Ah, the paradoxes of the holiday season. The most wonderful time of the year, yes. But at what a price! So much rushing around in the cold! So many activities to be a part of! The decorating, the baking, the wrapping, the post office lines and deadlines! And, as if to emphasize the harried nature of the season, so many articles, commercials, and radio pieces advising you to de-stress and simplify this holiday season.
As if I could simplify. As if I could decide what the least important thing was and cut it out. As if I could attempt a “quiet” holiday. Although, even if I could, I wouldn’t. And the reason is simply this: it’s too important to me. Christmas is a holy day. The season is one of magic and love and giving things that my children need to learn. Those things take effort, time, and planning to teach, and it’s my job to teach them.
Sometimes, those teaching moments come at unexpected times and in unexpected ways.
For example: The other day I took my 3 kids with me to do some “Secret Santa” shopping for a boy at our church. He needed a new coat and some clothes, and that evening after school was the only time during the week I could fit it in. So although there was a “light wintery mix” coming down, we stopped at a mall on the way home from school to buy the clothes. I thought it would be a good opportunity to teach my kids about giving to others, about not needing any recognition, about seeing a need and quietly filling it.
They were excited by the idea at first, but lost interest about the same time we had to abandon our shopping bag temporarily while we went on an urgent search for a restroom which the store did not provide. Out to another store, then back to the task at hand. My daughter sat quietly in the stroller, but after we found what we needed for the boy, my sons lost interest and discovered a game in which they ran into each other and fell on the floor. It was enough to distract them while I covertly added a few more items of clothing to our shopping bag.
But between my gentle reminders to stay out of people’s way and my attempts to judge whether this sweater or those socks were the ones to get, my brain was pretty frazzled by the time we got in the checkout line. A glance at the clock told me that we had plenty of time to get to our 6:00pm appointment, and with any luck, we’d be home by 6:30, finished with dinner by 7:30, and able to read a few more pages of Dickens’ A Christmas Carol (which we read every December and finish on Christmas Eve) while we dipped marshmallows in chocolate and sprinkles a special holiday treat I’d had planned for weeks before bedtime at 8:00. (Ha!)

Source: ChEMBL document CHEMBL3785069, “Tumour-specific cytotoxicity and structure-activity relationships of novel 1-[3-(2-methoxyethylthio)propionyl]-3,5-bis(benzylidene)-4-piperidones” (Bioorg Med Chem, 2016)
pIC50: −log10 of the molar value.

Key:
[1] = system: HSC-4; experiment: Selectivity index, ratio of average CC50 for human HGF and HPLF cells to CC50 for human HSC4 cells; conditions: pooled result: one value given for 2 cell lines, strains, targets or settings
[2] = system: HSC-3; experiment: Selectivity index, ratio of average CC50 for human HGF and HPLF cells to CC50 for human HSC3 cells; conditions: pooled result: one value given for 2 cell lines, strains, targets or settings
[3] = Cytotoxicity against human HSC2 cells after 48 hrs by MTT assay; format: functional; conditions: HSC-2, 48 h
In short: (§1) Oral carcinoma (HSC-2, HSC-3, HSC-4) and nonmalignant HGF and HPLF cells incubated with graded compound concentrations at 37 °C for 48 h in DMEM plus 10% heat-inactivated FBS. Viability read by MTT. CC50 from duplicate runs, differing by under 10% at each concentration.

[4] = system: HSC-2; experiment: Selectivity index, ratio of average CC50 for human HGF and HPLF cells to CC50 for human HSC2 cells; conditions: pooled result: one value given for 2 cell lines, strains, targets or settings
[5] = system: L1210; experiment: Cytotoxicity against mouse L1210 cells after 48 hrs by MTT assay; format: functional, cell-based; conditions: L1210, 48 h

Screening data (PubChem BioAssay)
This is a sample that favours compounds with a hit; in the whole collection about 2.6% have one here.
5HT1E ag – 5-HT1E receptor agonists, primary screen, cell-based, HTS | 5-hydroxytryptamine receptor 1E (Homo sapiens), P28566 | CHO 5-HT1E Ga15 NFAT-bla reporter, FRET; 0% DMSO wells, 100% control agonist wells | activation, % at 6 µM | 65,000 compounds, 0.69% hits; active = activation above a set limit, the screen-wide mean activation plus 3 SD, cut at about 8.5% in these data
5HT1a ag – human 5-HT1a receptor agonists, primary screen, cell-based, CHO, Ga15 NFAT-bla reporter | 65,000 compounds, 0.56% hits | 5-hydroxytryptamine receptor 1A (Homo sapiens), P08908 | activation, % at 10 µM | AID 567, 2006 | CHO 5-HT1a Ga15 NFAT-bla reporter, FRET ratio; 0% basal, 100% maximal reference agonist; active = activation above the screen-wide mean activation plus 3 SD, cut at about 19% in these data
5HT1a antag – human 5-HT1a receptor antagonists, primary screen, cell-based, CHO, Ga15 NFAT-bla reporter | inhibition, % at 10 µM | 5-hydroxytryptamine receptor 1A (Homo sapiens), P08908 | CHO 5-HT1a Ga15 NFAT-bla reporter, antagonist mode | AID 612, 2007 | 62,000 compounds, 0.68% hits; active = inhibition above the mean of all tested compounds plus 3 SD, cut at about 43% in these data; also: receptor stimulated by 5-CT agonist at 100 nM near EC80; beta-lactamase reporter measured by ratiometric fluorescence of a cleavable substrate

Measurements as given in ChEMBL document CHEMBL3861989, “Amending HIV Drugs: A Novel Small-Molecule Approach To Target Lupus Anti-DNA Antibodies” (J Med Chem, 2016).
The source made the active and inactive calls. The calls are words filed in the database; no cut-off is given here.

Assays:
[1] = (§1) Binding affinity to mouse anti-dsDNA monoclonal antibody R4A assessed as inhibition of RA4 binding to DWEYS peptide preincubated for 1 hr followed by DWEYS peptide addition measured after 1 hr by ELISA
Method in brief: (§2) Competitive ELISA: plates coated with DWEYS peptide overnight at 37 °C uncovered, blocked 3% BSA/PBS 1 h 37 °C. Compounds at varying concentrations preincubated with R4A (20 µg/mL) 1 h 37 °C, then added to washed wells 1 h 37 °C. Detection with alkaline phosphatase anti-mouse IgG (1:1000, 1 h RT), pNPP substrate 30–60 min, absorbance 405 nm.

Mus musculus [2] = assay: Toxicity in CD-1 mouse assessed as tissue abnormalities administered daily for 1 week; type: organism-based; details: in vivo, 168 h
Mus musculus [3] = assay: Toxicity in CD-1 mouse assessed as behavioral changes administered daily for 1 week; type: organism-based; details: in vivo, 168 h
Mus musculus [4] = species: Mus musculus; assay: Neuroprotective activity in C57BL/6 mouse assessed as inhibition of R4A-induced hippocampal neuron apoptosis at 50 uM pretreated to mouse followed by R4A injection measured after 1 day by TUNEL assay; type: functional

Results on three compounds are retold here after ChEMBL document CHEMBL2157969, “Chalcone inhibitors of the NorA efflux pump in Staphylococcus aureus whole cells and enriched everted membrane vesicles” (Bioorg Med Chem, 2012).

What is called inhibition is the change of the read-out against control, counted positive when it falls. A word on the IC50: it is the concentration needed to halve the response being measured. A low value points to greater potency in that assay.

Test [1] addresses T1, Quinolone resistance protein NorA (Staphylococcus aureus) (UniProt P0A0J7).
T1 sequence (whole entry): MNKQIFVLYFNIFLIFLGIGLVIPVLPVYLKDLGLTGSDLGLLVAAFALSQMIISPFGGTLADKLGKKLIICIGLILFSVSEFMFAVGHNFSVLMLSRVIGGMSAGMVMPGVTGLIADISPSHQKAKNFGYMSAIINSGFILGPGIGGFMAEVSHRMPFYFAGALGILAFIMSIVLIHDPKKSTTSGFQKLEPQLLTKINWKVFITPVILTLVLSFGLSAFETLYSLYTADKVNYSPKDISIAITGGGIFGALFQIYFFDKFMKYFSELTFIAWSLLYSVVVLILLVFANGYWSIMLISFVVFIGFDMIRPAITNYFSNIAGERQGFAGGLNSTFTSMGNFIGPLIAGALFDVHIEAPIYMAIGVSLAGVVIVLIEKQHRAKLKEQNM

But, you know, things never go smoothly. After several minutes the line still hadn’t moved a bit. The customer at the register had a complex transaction for the cashier to execute, and it took a long time. When it was finally our turn, the very last item was missing a barcode and couldn’t be scanned. The cashier said she would finish my transaction, minus that item, and then I could go back and get one that had the barcode and she’d ring it up separately no need for me to wait in line. But of course, I did have to wait in line again (though, thankfully, it was much shorter). Then, on our way to the elevator my younger son realized he was missing a glove, so it was back to the register to find it. We then made it halfway to the exit before I thought I’d dropped something and we went back to the elevator only to find the thing I was looking for the moment the elevator doors closed. On our third attempt to exit we made it through the doors only to have the alarm bells ring as we went through the security scanner. A quick check of our bag and the security guard found that the anti-theft devices on two of our items had not been removed, so it was back to the elevator and to the cashier to have her take them off.
I was near tears and struggling to hold it together when my older son said, “This store is like a trap! We’re never getting out of here.” He was totally right. It was a trap, and we were in it together. And with his words, I was strengthened: I had felt alone and ignored as my kids had played while I shopped, but I realized that we were in it together. They had been very patient. This shopping trip was different from those ones in which they ask every few minutes when we are leaving and why I am taking so long. Even if they hadn’t been attentive, they had been enjoying themselves they had realized that this was something special, something important.
And that’s the thing. The holiday season is important. Things that are important are worth putting extra effort into. And often (always?), when we put a lot of effort into something important, it doesn’t go like we’d planned. I had thought we were going to the store so I could teach my kids about giving freely and anonymously. But you can’t try to teach something without learning something, and the lesson I came away with is this: it’s not about me.
That is why I’m happy to embrace the holiday stress fest. Because this season isn’t about me. It’s about giving and loving, it’s about that magical feeling of being part of something important. And that takes a lot of effort. But, thankfully, it pays off sometimes in unexpected ways.